Functional screening of GATOR1 complex variants reveals a role for mTORC1 deregulation in FCD and focal epilepsy

Ruby E. Dawson, Alvaro F. Nieto Guil, Louise Robertson, Sandra Piltz, James N. Hughes, Paul Thomas

Research output: Contribution to journalArticle

1 Citation (Scopus)

Abstract

Mutations in the GAP activity toward RAGs 1 (GATOR1) complex genes (DEPDC5, NPRL2 and NPRL3) have been associated with focal epilepsy and focal cortical dysplasia (FCD). GATOR1 functions as an inhibitor of the mTORC1 signalling pathway, indicating that the downstream effects of mTORC1 deregulation underpin the disease. However, the vast majority of putative disease-causing variants have not been functionally assessed for mTORC1 repression activity. Here, we develop a novel in vitro functional assay that enables rapid assessment of GATOR1-gene variants. Surprisingly, of the 17 variants tested, we show that only six showed significantly impaired mTORC1 inhibition. To further investigate variant function in vivo, we generated a conditional Depdc5 mouse which modelled a ‘second-hit’ mechanism of disease. Generation of Depdc5 null ‘clones’ in the embryonic brain resulted in mTORC1 hyperactivity and modelled epilepsy and FCD symptoms including large dysmorphic neurons, defective migration and lower seizure thresholds. Using this model, we validated DEPDC5 variant F164del to be loss-of-function. We also show that Q542P is not functionally compromised in vivo, consistent with our in vitro findings. Overall, our data show that mTORC1 deregulation is the central pathological mechanism for GATOR1 variants and also indicates that a significant proportion of putative disease variants are pathologically inert, highlighting the importance of GATOR1 variant functional assessment.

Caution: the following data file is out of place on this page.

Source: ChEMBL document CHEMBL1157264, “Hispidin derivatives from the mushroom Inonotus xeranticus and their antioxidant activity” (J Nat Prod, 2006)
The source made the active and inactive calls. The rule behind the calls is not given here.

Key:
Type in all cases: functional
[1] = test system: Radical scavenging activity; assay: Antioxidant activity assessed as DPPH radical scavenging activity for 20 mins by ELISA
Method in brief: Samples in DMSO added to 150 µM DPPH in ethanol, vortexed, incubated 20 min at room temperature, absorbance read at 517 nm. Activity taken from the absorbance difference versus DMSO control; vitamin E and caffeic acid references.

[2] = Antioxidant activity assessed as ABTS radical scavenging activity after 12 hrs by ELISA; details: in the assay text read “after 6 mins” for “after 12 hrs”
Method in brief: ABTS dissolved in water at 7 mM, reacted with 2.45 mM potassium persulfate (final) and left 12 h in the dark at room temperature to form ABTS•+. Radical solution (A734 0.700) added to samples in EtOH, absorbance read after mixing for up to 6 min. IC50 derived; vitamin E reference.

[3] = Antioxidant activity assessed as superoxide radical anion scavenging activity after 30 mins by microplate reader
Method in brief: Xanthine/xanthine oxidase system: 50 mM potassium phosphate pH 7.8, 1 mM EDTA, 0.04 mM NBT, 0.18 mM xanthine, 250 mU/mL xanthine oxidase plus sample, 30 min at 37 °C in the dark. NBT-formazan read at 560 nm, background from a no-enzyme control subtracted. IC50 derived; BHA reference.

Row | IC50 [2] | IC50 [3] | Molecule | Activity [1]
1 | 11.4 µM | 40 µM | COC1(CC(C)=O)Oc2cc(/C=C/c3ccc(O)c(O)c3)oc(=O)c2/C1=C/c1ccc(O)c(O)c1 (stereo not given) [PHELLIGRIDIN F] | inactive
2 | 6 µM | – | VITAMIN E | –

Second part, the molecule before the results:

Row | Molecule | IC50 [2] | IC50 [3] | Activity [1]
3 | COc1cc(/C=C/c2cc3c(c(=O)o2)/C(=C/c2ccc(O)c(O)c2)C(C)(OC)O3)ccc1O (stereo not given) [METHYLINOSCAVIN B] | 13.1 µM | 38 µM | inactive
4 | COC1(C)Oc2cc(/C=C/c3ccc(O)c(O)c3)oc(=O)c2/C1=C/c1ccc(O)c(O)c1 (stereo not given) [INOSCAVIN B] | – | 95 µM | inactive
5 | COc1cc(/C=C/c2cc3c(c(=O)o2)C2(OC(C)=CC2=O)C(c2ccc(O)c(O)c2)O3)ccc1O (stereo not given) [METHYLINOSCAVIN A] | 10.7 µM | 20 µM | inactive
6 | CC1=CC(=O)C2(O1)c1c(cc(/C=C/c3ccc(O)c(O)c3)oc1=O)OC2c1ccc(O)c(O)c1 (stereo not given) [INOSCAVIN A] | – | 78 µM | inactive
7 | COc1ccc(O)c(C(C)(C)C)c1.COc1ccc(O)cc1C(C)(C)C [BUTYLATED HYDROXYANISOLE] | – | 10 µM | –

LanguageEnglish
Article number104640
JournalNeurobiology of Disease
Volume134
DOIs
Publication statusPublished - 1 Feb 2020

Keywords

  • CRISPR/CAS9
  • Developmental genetics
  • Disease model
  • Epilepsy
  • Focal cortical dysplasia
  • Functional testing
  • Molecular genetics
  • Mouse model
  • Neurodevelopment
  • mTOR

ASJC Scopus subject areas

  • Neurology

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